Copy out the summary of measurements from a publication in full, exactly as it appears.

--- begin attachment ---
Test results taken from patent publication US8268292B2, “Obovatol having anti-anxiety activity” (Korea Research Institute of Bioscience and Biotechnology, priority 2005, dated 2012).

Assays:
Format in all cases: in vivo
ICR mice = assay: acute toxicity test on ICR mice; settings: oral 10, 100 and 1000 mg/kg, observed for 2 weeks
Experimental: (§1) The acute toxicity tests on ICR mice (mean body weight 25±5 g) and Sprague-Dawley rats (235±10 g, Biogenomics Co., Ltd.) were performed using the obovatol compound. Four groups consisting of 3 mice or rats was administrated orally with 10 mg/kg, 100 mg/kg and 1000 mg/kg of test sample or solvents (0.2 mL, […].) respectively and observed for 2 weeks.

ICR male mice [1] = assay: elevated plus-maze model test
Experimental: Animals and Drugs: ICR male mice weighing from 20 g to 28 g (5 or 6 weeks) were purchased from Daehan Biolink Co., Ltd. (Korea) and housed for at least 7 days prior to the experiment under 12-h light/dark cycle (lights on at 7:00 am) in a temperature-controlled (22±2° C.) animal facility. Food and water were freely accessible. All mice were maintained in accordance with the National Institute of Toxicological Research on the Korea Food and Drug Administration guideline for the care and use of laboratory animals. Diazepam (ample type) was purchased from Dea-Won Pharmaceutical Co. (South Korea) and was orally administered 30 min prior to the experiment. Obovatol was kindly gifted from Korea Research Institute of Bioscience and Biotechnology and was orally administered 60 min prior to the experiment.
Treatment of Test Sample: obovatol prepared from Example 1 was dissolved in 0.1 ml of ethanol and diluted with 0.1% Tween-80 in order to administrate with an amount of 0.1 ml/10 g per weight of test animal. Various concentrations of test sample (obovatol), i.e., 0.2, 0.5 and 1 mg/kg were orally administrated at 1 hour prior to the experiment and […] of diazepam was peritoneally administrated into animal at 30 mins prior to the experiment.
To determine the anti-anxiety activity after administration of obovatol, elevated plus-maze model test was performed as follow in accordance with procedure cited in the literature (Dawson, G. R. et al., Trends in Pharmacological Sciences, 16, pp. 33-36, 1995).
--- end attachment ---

Test results taken from patent publication US8268292B2, “Obovatol having anti-anxiety activity” (Korea Research Institute of Bioscience and Biotechnology, priority 2005, dated 2012).

Assays:
Format in all cases: in vivo
ICR mice = assay: acute toxicity test on ICR mice; settings: oral 10, 100 and 1000 mg/kg, observed for 2 weeks
Experimental: (§1) The acute toxicity tests on ICR mice (mean body weight 25±5 g) and Sprague-Dawley rats (235±10 g, Biogenomics Co., Ltd.) were performed using the obovatol compound. Four groups consisting of 3 mice or rats was administrated orally with 10 mg/kg, 100 mg/kg and 1000 mg/kg of test sample or solvents (0.2 mL, […].) respectively and observed for 2 weeks.

ICR male mice [1] = assay: elevated plus-maze model test
Experimental: Animals and Drugs: ICR male mice weighing from 20 g to 28 g (5 or 6 weeks) were purchased from Daehan Biolink Co., Ltd. (Korea) and housed for at least 7 days prior to the experiment under 12-h light/dark cycle (lights on at 7:00 am) in a temperature-controlled (22±2° C.) animal facility. Food and water were freely accessible. All mice were maintained in accordance with the National Institute of Toxicological Research on the Korea Food and Drug Administration guideline for the care and use of laboratory animals. Diazepam (ample type) was purchased from Dea-Won Pharmaceutical Co. (South Korea) and was orally administered 30 min prior to the experiment. Obovatol was kindly gifted from Korea Research Institute of Bioscience and Biotechnology and was orally administered 60 min prior to the experiment.
Treatment of Test Sample: obovatol prepared from Example 1 was dissolved in 0.1 ml of ethanol and diluted with 0.1% Tween-80 in order to administrate with an amount of 0.1 ml/10 g per weight of test animal. Various concentrations of test sample (obovatol), i.e., 0.2, 0.5 and 1 mg/kg were orally administrated at 1 hour prior to the experiment and […] of diazepam was peritoneally administrated into animal at 30 mins prior to the experiment.
To determine the anti-anxiety activity after administration of obovatol, elevated plus-maze model test was performed as follow in accordance with procedure cited in the literature (Dawson, G. R. et al., Trends in Pharmacological Sciences, 16, pp. 33-36, 1995).